The present Syrian crisis is the fight between Sunni majority and the government headed by a minority community even though Sunnis have a share of power in it especially in civil political positions.
The opposition was initially secular and democratic and therefore received some support from USA. But subsequently, Islamic fundamental groups have gained an upper hand making things difficult for USA.
Russia which had earlier relations with communist party and socialist parties of Syria (Baath is a socialist party and Hafez al- Assad is a member and leader of this party) still support Bashar al-Assad and it is of the opinion that overthrowing Bashar will only increase terrorism in the region and the world.
American Point of View
Bashar al-Assad is critical of USA and its allies in the West Asia and Arab World. He also has a socialist past. Hence it wants to support forces which are against him. Also, the civil war created a human problem by displacing millions of people in total population of 22 million. But it is in a dilemma because there is no opposition force which is in favor of democracy and secularism. It is providing humanitarian assistance and also providing some arms to some groups. But its strategy is weak in the area.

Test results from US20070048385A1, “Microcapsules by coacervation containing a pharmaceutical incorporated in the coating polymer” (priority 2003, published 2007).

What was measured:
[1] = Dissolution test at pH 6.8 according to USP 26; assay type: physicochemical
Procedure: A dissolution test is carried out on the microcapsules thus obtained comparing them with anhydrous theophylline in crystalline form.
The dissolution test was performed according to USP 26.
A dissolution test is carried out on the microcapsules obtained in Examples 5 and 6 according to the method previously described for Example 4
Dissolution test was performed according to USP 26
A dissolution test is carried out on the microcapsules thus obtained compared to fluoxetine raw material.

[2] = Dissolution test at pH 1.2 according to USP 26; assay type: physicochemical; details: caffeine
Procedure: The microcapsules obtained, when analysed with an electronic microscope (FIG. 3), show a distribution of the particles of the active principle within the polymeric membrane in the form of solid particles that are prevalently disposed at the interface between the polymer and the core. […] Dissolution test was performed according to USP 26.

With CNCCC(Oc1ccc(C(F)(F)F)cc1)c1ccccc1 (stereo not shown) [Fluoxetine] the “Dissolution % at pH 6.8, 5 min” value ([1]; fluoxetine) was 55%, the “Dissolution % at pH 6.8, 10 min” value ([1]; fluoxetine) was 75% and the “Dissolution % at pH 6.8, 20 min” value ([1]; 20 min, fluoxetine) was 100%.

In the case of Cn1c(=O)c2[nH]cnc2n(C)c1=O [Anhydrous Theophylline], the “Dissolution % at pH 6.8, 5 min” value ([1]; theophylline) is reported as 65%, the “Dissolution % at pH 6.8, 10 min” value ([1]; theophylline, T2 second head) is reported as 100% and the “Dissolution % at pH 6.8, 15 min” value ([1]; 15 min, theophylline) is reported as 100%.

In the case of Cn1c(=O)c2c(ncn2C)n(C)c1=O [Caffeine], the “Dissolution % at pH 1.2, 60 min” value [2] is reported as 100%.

Russian Point of View
Russia is an old friend of Syria as the present government came out of the socialist party of the country the Baath party. Russia is also currently fighting muslim terrorism in its territory. It feels overthrowing Bashar al-Assad's regime will only aggravate terrorist problem in the world. Hence it is supporting Bashar to remain in power. But as at the time Bashar is in control of 40% territory only and the rebel forces have control of the rest of the area, the conflict is not coming to an end.
The actual situation is that both Russia and USA do not have winning options in Syria. The crisis seems to linger for a longer period.